- Camellia — Aside from being a shade plant, camellias can grow bushy and tall. Once it reaches this size, it can cast a shadow on your sun-loving lavender. Also, a bushy plant next to a lavender doesn't really look aesthetically pleasing.
- Impatiens — While impatiens boast multicolored flowers that can complement the lavenders, they are simply not meant for each other. Impatiens' flowers can wilt with direct sunlight, while the lavenders may not survive in shadowy places.
What Are the Best Conditions for Lavender to Grow?
Already have decided which plant to pair with your lavender? If so, let’s discuss how you can keep your plant thriving with the following conditions!
- Sunny location — As we have mentioned countless times, lavender is a halophyte or a plant that performs well with sunlight. Ensure it is planted in a sunny garden with at least 6 hours of direct sunshine!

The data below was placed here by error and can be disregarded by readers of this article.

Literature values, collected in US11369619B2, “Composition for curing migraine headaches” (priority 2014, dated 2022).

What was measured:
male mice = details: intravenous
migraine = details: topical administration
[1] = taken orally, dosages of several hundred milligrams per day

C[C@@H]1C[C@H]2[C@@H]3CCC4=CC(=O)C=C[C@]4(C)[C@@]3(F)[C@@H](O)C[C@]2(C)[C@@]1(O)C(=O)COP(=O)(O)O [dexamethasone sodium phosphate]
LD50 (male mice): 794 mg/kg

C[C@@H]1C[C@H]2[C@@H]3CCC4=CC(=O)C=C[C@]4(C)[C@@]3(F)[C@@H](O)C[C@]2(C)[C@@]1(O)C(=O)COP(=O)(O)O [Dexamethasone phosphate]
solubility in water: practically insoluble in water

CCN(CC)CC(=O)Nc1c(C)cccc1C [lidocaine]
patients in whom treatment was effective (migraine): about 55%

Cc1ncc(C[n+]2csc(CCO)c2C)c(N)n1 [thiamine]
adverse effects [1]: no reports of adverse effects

- Dry and well-draining soil — In the Mediterranean, where lavender originated, the soils are chalky, calcium-rich, and well-draining. If drainage is a problem in your garden, consider planting them in a raised bed amended with lime, egg shells, or sand.
- Minimal watering — After planting lavender seedlings outdoors, they will only need moderate watering, approximately weekly, during their establishment phase. Once it has established and grown bushy, it may not need watering.
- Warm climates — Lavenders prefer warm temperatures and perform well in zones 5-9. While there are lavenders that can thrive in cooler environments, such as the English variety, consider planting them in containers so that you can put them indoors during the winter.